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Critical Encounters in High School English: Teaching Literary Theory to Adolescents
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Critical Encounters in High School English: Teaching Literary Theory to Adolescents

3.9 of 5 stars 3.90  ·  rating details  ·  136 ratings  ·  17 reviews
This book challenges current paradigms of literature instruction by making a case for teaching critical theory in high school literature classrooms. It argues for the importance of multiple critical perspectives and urges teachers to expand their theoretical repertoires.Teachers will find actual lessons and strategies for teaching a variety of contemporary literary theorie...more
Paperback, 200 pages
Published August 28th 2000 by Teachers College Press (first published August 2000)
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In this text, Appleman shows how teachers should use literary theory as critical lenses to help students understand the ideologies inherent in texts (p. 3) and use skills of reading and writing to come learn about the world (p. 2). When students read, there are multiple contexts at play, and she provides theoretical grounding and examples of various lenses for teachers: reader response, privilege and social class, gender, post colonialism, and deconstruction. Students bring their own contexts to...more
StephanieAnne Smith
Critical Encounters is a great resource for high school English teachers. Deborah Appleman provides an excellent defense for why literary theory should be taught as well as concise pedagogical instruction for its implementation. One hiccup with the book is Appleman's choice to rename the Marxist and Feminist lenses as Social Class and Gender for controversial reasons. I also disagree that Deconstructionism is too difficult for the secondary classroom. For me, these points were inconsistent with...more
A provokative discussion about how to teach literature. By offering literature throughout the various theoretical lenses, students can begin to see how they interpret messages found within texts - not just literature, but all the texts in their world -- and how others might interpret those messages. For English teachers who aren't reading teachers or literature majors (Comp/Rhet majors perhaps?), Appleman offers a way into teaching literature. The appendix includes the numerous activity plans an...more
I found the book useful in that it provided a lot of specific information about HOW to use critical lenses in the classroom, including the texts that lend themselves to particular lenses and the types of questions one would ask. I do already uses critical lenses in how I interpret texts with students, but I now see some of the advantages of doing so more explicitly. Since I was already familiar with all the lenses the book treated in depth (reader-response, Marxist/social-class, feminist/gender,...more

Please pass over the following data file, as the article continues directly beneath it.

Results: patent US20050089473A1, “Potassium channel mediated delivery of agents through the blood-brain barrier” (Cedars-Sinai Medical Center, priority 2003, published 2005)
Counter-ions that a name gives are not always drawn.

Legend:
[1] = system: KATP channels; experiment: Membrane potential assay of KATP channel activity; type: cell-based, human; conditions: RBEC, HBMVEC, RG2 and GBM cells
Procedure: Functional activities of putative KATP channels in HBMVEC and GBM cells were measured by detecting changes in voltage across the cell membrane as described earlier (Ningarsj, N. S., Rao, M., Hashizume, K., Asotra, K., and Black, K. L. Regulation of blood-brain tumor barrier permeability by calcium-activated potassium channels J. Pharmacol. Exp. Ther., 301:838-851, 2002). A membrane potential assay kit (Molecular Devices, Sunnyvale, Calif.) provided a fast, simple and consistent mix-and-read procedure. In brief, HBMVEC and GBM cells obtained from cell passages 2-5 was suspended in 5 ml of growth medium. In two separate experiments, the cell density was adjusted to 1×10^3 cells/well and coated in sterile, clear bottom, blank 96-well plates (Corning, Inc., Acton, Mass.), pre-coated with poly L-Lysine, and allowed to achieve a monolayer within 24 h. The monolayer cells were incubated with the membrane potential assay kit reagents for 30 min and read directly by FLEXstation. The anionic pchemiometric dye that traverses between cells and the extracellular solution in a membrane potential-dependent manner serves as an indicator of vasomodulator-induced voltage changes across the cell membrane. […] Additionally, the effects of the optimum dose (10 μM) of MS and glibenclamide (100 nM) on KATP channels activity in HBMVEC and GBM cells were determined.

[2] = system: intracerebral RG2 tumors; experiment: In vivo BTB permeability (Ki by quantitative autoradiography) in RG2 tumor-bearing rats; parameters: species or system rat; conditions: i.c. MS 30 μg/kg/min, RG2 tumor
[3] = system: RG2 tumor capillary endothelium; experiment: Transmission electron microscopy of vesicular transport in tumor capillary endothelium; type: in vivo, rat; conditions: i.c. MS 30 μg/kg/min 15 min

Hands down one of the best teaching books I own. This book strikes a perfect balance between offering the theory behind, well, teaching theory and practical lessons that are easy to use straight out of the book or adapt. There are 34 classroom activities/handouts included in the appendix as well as extensive discussion about how real teachers have used these lessons in their classroom contexts. It is impeccably organized. If you're a secondary humanities teacher who wants to get your students th...more
I am definitely using this book as a guide for making lesson plans during my first year of teaching. Many insightful and step-by-step instructions on how to implement the lesson ideas into your classroom, logistically.
Gloriously useful. Complete with ready-to-use lessons and handouts to get kids thinking critically about literature — literally. Includes chapters devoted to Marxist, feminist, reader-response (aptly titled "The Promise and Peril of Reader Response), and decontructionist criticism, each with vignettes about how these approaches worked in actual classrooms.

Also awesome is Appleman's impassioned defense of the act of teaching literary theory to adolescents — especially the closing chapter on the...more
Michele Tota
This was a book from my college days, I picked up the other day to get some new ideas for teaching literature to my students. Appleman does an excellent job of analyziing each "lens" or perspective and giving samples of student work. I'm hoping to use some of her ideas while my students read "To Kill a Mockingbird".
For the poiltical and social buffs in all of us, there is an in-depth chapter dedicated to the Marxist theory/approach to literature.
Really a fantastic introduction to using literary criticism in secondary English classes. I particularly liked the structure of each chapter; not only was an explanation of each school of thought given, but practical, specific examples of lessons were provided as well. I originally borrowed this through inter-library loan but liked it so much that I bought my own copy.
This book has already impacted my teaching this year. I like her high expectations for students and how solidly grounded this book is in theory and research. While I may not be finding my Literary Theory course very exciting, I am really moved by some of the theorists. Appleman makes it all seem accessible and relevant.
Aug 29, 2011 Megan marked it as to-read  ·  review of another edition
Shelves: edci-466
Why it's important to teach theory in high school English. An overview of major literary theories, such as Reader Response, multiple perspectives, Marxist, feminist, etc.
Approaches to teaching middle and high school reading. Encompasses reading strategies and literary criticism.
This might change my teaching forever. Why did it take me 20 years to find it???
Jacquie Bryant
good book but it will take a lot of effort to introduce this. i'm not ready for it yet.
Useful guide to students.
Bill Hamilton
Haven't read it.
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